We were referred to a maternal and fetal medicine specialist, one who has an excellent reputation both for successfully shepherding high-order multiples into the world and for his skills in selective reduction. We were pleased and thought optimistically that we might meet him this week, begin to form some sort of plan.
However, the simple act of calling for an appointment has been an unimagined obstacle; I tried several times from work, sneaking to my car and clutching my cell phone in desperation as a ten minute hold became a twenty minute hold that turned into a disconnect. So Jeff tried a half-dozen times, as he was home, and finally managed to reach a receptionist on Monday. With incomparable incompetence, she insisted that Jeff was mistaken and that I was only at six weeks' gestation (it was nine weeks on Wednesday) and said that "the doctor is not available for regular appointments but will call you for a phone consult within the next six weeks." Seriously, that was her answer.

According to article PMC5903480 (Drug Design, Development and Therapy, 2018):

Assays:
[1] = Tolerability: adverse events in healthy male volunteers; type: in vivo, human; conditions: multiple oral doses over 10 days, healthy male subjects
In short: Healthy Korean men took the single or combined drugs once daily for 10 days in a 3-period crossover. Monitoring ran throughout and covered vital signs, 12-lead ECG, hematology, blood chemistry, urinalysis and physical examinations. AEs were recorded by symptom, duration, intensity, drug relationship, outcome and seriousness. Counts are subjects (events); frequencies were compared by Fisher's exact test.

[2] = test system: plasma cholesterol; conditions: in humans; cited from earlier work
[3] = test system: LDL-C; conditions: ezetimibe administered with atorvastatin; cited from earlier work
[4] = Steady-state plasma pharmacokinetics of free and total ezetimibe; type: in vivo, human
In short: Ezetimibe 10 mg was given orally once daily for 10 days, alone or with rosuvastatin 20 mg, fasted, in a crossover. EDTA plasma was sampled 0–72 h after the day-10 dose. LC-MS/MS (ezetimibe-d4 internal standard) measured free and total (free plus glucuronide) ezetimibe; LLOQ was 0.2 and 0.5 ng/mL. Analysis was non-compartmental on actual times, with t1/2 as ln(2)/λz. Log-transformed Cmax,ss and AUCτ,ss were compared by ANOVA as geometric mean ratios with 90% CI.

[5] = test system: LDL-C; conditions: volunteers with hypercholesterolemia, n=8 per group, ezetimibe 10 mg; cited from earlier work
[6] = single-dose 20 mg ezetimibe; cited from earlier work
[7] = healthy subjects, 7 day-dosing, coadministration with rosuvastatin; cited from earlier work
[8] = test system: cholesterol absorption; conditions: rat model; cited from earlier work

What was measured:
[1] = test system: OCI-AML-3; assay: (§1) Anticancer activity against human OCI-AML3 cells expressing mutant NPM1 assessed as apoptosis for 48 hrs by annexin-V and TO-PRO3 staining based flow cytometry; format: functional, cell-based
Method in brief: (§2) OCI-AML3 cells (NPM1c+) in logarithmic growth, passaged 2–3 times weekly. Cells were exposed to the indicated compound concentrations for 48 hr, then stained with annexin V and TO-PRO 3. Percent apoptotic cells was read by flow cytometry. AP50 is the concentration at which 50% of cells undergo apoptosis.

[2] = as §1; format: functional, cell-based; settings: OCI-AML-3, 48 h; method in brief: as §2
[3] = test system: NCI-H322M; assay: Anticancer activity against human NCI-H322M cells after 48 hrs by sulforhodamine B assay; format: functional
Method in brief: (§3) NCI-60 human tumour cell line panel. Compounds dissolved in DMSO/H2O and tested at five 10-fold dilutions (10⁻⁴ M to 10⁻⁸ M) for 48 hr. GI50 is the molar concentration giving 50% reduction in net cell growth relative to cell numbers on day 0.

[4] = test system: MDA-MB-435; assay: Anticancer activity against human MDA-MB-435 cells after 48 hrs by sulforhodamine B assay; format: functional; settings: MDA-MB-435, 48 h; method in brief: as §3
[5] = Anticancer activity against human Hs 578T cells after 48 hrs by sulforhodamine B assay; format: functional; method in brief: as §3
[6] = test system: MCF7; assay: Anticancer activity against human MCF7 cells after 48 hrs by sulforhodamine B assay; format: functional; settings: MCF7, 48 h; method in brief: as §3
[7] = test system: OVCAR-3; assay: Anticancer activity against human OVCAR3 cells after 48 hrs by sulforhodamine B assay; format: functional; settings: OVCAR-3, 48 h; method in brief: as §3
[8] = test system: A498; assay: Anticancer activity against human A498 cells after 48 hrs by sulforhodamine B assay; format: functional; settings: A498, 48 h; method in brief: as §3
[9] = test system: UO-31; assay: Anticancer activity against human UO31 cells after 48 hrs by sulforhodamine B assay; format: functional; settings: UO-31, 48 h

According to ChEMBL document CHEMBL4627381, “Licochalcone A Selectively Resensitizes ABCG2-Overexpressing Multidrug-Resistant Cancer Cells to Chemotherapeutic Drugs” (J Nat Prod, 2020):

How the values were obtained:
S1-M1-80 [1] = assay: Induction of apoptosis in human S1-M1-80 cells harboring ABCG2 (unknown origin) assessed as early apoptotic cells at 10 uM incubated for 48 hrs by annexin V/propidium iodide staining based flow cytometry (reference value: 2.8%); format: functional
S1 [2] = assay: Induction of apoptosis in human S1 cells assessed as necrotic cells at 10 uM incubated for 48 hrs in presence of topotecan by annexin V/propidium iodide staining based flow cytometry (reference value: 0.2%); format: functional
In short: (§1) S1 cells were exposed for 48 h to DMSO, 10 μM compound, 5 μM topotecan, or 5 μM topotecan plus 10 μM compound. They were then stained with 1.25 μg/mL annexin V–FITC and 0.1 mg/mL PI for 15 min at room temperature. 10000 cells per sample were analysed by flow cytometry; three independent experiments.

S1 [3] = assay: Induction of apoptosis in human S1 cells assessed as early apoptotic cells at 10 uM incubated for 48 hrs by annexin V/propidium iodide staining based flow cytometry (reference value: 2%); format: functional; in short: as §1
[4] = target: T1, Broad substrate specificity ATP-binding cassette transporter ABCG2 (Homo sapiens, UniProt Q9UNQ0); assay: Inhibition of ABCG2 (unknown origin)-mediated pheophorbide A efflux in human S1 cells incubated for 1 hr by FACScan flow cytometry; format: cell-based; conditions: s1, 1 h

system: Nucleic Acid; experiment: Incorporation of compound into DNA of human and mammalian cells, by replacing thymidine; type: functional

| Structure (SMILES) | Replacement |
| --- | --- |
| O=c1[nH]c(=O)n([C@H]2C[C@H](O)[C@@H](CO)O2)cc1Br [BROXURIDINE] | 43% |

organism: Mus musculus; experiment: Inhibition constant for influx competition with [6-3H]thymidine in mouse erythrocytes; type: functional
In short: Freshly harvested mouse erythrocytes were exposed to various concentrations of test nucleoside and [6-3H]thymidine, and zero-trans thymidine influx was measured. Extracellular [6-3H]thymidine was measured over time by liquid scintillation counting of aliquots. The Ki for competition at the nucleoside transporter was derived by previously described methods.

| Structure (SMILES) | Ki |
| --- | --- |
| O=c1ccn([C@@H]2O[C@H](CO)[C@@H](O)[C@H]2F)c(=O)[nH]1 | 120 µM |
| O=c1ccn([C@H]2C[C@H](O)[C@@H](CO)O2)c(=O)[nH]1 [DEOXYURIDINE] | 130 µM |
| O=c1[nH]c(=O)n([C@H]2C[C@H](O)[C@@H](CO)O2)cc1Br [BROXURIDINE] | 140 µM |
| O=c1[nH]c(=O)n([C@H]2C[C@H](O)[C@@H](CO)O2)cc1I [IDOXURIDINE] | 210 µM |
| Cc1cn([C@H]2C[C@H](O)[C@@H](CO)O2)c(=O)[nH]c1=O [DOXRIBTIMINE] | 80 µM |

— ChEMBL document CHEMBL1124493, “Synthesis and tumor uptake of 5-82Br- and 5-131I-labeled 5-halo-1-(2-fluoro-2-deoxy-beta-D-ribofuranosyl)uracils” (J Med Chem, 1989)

Dr. FYC is contacting his office to see what can be done. In the meanwhile, I am trying to focus on eating and functioning and working and eating and trying not to wonder what the future will hold and eating some more. I do not want to eat--want nothing less, in fact--but have read enough about how important weight gain is with multiples to feel compelled to try. The book that several of you recommended--"When You're Expecting Twins, Triplets or Quads" by Dr. Barbara Luke--is both fascinating and daunting: How on earth will I gain eighteen pounds by week twelve while battling constant nausea?
After trying to follow a fairly healthy diet for the last twenty years, I'm now admonished to start snarfing platters of steak and pork chops, pounds of lasagna, mountains of mashed potatoes, tubs of ice cream, butter and hamburgers, Egg McMuffins and Hostess Fruit Pies, and all without being able to enjoy them one single bit. The thought just makes me want to cry. And puke.
I just don't think I can manage it. And I didn't realize that feeling like an inadequate mother could crop up this early.